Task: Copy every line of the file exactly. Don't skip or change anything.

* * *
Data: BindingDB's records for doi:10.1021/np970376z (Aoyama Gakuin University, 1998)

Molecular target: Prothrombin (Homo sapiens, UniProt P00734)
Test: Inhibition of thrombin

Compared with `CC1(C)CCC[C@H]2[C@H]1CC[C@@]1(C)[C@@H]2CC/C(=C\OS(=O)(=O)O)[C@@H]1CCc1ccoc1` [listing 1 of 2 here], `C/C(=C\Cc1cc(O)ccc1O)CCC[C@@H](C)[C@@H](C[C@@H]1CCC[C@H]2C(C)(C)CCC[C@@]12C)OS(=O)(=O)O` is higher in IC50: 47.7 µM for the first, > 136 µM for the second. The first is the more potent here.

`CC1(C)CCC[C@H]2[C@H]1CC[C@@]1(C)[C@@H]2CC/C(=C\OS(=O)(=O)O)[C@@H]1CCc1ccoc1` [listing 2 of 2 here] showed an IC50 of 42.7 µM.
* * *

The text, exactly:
Data: BindingDB's records for doi:10.1021/np970376z (Aoyama Gakuin University, 1998)

Molecular target: Prothrombin (Homo sapiens, UniProt P00734)
Test: Inhibition of thrombin

Compared with `CC1(C)CCC[C@H]2[C@H]1CC[C@@]1(C)[C@@H]2CC/C(=C\OS(=O)(=O)O)[C@@H]1CCc1ccoc1` [listing 1 of 2 here], `C/C(=C\Cc1cc(O)ccc1O)CCC[C@@H](C)[C@@H](C[C@@H]1CCC[C@H]2C(C)(C)CCC[C@@]12C)OS(=O)(=O)O` is higher in IC50: 47.7 µM for the first, > 136 µM for the second. The first is the more potent here.

`CC1(C)CCC[C@H]2[C@H]1CC[C@@]1(C)[C@@H]2CC/C(=C\OS(=O)(=O)O)[C@@H]1CCc1ccoc1` [listing 2 of 2 here] showed an IC50 of 42.7 µM.